The Super Bowl is coming up. Are viewers excited about the game? The halftime show? For a significant number, the answer is the ads.

According to a Harris survey, 61% of those intending to watch this year’s Super Bowl are at least as interested in the ads as the game. One in five will be watching exclusively or primarily for the commercials.

You don’t even have to wait. Several Super Bowl ads are already up on YouTube.

Super Bowl is the day that marketers roll out their flashiest and most star-studded ads – and most expensive ones.

Among the celebs enlisted this year are Seth Rogen and Paul Rudd for Lay’s; Megan Thee Stallion for Doritos; Mila Kunis and Demi Moore for AT&T; Eugene Levy for Nissan; Hannah Waddingham of Ted Lasso for Rakuten; Idris Elba for; Anna Kendrick for Rocket Mortgage; Scarlett Johansson and Colin Jost for Amazon’s Alexa; Jim Carrey for Verizon; Arnold Schwarzenegger for BMW.

NBC, which is broadcasting the game Sunday, has sold 70 spots, some for as much as $7 million. Between the Super Bowl and the Winter Olympics (the first time both have happened on the same date), the network will gross $500 million in ad sales for the day.

While Super Bowls ads are lucrative to the broadcaster, are they worth it to the advertisers?

The audience is unmatched. Of the 30 most-watched single-network TV broadcasts in U.S. history, 28 are Super Bowls. (Trivia answer: the other two are the series finale of M*A*S*H in 1983, and a Muhammad Ali boxing match in 1978.) Yet the impact of reaching all of those eyeballs is up for debate.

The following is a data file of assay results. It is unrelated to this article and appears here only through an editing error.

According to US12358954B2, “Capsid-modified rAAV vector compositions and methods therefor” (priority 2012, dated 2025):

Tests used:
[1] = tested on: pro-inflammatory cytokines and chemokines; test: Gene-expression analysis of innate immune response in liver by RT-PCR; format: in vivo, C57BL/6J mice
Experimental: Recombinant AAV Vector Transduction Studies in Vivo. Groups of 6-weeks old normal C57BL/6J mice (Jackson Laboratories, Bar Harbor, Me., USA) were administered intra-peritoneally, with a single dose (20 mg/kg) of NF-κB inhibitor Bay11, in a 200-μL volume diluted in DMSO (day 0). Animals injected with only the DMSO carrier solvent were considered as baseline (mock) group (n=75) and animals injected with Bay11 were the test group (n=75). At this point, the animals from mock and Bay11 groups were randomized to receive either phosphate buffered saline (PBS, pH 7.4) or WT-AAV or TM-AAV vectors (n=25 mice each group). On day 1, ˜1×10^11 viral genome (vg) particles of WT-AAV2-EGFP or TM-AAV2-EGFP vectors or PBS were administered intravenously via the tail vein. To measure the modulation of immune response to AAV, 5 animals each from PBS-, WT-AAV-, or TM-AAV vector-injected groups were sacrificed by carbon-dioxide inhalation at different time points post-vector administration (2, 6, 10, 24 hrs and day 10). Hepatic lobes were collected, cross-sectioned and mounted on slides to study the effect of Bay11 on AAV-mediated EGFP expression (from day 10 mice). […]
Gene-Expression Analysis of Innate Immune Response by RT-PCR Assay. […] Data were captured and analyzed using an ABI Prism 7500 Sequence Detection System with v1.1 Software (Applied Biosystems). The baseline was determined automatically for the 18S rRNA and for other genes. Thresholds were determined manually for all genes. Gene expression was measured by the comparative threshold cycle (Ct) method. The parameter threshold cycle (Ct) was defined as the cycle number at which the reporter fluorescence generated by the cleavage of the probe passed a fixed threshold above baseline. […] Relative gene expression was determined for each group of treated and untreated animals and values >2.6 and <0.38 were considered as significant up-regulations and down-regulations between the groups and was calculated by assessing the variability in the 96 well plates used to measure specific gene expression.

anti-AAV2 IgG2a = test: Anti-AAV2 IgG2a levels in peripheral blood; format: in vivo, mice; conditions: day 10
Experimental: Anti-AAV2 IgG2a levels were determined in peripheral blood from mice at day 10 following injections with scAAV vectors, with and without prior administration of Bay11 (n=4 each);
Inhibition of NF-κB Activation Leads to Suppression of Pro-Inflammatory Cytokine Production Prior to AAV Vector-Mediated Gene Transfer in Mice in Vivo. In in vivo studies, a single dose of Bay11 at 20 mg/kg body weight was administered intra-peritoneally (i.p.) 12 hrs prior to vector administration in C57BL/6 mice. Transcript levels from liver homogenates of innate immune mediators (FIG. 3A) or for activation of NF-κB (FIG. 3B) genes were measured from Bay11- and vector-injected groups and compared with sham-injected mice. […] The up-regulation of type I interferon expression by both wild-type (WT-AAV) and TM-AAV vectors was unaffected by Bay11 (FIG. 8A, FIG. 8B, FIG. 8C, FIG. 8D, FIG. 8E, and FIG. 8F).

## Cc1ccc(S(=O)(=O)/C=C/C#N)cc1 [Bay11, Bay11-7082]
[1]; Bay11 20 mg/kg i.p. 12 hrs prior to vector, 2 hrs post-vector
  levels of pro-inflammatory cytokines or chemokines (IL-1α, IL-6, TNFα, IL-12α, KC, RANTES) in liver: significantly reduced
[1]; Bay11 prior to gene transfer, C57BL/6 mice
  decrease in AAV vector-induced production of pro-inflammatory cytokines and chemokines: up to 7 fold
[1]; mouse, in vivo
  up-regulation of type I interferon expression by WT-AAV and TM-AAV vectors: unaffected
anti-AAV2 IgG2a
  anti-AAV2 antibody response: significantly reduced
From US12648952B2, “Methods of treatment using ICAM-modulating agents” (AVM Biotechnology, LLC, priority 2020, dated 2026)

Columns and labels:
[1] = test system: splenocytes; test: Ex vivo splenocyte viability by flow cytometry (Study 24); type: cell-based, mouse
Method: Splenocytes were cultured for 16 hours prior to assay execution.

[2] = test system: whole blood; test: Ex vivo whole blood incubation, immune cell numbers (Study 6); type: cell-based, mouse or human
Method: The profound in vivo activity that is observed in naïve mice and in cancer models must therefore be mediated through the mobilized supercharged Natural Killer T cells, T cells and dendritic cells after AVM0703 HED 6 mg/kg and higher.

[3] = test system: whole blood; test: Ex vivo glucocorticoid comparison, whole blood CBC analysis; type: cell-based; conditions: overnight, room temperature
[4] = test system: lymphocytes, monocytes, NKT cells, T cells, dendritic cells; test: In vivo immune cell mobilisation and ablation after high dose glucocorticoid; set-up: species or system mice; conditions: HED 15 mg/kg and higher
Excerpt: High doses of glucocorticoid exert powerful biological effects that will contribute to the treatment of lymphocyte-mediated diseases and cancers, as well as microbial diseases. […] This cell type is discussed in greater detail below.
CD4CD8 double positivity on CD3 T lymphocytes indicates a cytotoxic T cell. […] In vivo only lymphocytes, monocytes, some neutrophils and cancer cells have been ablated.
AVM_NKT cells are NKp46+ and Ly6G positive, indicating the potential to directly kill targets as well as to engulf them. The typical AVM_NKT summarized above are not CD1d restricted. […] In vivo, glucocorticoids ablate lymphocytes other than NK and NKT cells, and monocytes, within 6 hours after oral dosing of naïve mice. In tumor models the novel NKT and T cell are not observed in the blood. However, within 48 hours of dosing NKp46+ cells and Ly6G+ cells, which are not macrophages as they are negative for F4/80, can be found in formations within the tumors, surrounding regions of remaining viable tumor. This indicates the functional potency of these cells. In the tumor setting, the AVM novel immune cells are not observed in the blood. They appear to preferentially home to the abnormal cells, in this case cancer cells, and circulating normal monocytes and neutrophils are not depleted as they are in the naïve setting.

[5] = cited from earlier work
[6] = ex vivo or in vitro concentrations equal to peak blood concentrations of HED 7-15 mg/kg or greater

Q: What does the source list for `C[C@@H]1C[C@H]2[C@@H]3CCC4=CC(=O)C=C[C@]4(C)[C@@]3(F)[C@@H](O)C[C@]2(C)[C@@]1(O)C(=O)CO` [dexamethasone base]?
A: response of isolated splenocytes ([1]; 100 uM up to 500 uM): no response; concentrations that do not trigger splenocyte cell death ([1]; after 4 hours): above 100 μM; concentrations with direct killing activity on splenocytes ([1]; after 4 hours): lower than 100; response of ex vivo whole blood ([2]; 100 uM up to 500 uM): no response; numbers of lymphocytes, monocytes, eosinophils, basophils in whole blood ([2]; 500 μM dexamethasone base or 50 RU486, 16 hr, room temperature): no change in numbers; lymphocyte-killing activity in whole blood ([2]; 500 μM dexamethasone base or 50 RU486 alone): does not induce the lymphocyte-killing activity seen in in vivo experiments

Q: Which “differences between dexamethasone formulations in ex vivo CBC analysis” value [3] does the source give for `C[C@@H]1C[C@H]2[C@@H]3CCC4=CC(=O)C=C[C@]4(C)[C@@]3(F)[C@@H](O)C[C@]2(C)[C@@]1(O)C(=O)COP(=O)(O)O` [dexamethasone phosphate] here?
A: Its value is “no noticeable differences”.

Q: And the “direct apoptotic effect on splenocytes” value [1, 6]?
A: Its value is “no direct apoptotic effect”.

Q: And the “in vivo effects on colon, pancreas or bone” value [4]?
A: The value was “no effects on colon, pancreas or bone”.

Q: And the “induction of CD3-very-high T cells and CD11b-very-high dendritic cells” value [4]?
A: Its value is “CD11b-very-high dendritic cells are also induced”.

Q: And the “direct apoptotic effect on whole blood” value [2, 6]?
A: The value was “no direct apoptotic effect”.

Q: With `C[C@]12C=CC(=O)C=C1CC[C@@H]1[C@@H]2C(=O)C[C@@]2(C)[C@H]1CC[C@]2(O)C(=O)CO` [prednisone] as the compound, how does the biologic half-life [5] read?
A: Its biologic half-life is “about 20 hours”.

A study from Linli Xu, an assistant professor at the University of Minnesota’s Carlson School of Management, found that Super Bowl advertisers boost their word-of-mouth by 68% on the day of the game, 22% the week after the Super Bowl, and 16% the month of the game.

A previous study, from researchers at Stanford University and Humboldt University in Berlin, linked Super Bowl ads for beverages to revenue increases of 10%-15% per household in the eight weeks following the game. But the researchers found that when competing brands both advertise, “they receive no profit gain to offset their advertising investments.”

Another analysis, reported in Journal of Business Research, concluded that Super Bowl ads can have a great ROI if they enhance customer-based brand equity. However, “empirical evidence suggests a ceiling effect, that is, for brands with high pre-Super Bowl brand equity the relationship between change in customer-based brand equity and stock return is significantly smaller.”

So should advertisers take a pass?

Super Bowl ads and the brands they’re pushing do get buzz. Still, one company says that fumbling the opportunity with forgettable commercials is like flushing your cash away. In fact, last year this company ran an intentionally low-budget commercial (not on the Super Bowl) making that point, featuring what they called the Money Toilet. The advertiser? An ad agency.

Stuart Foxman is a Toronto-based freelance writer, who helps clients’ products, services, ideas and organizations to come alive. Follow me on Twitter @StuartFoxmanconnect with me here on LinkedIn, or check me out at I would love to hear from you. More original posts coming regularly about communications, information, motivation, writing, branding, creativity, media, marketing, persuasion, messages, learning, etc.

February 9, 2022

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